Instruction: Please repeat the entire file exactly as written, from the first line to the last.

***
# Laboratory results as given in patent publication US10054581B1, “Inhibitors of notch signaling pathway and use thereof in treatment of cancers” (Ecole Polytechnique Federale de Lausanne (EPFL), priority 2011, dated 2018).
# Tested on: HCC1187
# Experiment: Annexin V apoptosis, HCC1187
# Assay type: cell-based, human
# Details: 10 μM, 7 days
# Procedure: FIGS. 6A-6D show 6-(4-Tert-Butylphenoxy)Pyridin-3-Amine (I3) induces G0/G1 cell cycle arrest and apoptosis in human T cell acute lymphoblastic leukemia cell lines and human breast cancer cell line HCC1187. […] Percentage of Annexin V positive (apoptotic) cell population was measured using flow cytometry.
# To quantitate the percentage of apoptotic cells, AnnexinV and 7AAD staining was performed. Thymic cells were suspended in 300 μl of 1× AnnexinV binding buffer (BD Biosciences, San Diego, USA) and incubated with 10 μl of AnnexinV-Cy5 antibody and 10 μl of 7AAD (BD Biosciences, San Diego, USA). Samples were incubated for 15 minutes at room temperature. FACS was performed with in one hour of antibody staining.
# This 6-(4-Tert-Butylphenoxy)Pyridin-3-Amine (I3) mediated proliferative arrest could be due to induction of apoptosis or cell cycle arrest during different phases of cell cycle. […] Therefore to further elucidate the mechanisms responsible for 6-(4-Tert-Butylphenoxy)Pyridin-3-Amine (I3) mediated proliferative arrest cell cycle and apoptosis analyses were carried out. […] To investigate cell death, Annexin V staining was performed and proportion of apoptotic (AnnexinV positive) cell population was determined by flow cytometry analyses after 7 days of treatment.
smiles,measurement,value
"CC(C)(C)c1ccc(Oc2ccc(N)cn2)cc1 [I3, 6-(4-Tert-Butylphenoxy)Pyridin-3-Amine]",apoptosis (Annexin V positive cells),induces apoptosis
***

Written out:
# Laboratory results as given in patent publication US10054581B1, “Inhibitors of notch signaling pathway and use thereof in treatment of cancers” (Ecole Polytechnique Federale de Lausanne (EPFL), priority 2011, dated 2018).
# Tested on: HCC1187
# Experiment: Annexin V apoptosis, HCC1187
# Assay type: cell-based, human
# Details: 10 μM, 7 days
# Procedure: FIGS. 6A-6D show 6-(4-Tert-Butylphenoxy)Pyridin-3-Amine (I3) induces G0/G1 cell cycle arrest and apoptosis in human T cell acute lymphoblastic leukemia cell lines and human breast cancer cell line HCC1187. […] Percentage of Annexin V positive (apoptotic) cell population was measured using flow cytometry.
# To quantitate the percentage of apoptotic cells, AnnexinV and 7AAD staining was performed. Thymic cells were suspended in 300 μl of 1× AnnexinV binding buffer (BD Biosciences, San Diego, USA) and incubated with 10 μl of AnnexinV-Cy5 antibody and 10 μl of 7AAD (BD Biosciences, San Diego, USA). Samples were incubated for 15 minutes at room temperature. FACS was performed with in one hour of antibody staining.
# This 6-(4-Tert-Butylphenoxy)Pyridin-3-Amine (I3) mediated proliferative arrest could be due to induction of apoptosis or cell cycle arrest during different phases of cell cycle. […] Therefore to further elucidate the mechanisms responsible for 6-(4-Tert-Butylphenoxy)Pyridin-3-Amine (I3) mediated proliferative arrest cell cycle and apoptosis analyses were carried out. […] To investigate cell death, Annexin V staining was performed and proportion of apoptotic (AnnexinV positive) cell population was determined by flow cytometry analyses after 7 days of treatment.
smiles,measurement,value
"CC(C)(C)c1ccc(Oc2ccc(N)cn2)cc1 [I3, 6-(4-Tert-Butylphenoxy)Pyridin-3-Amine]",apoptosis (Annexin V positive cells),induces apoptosis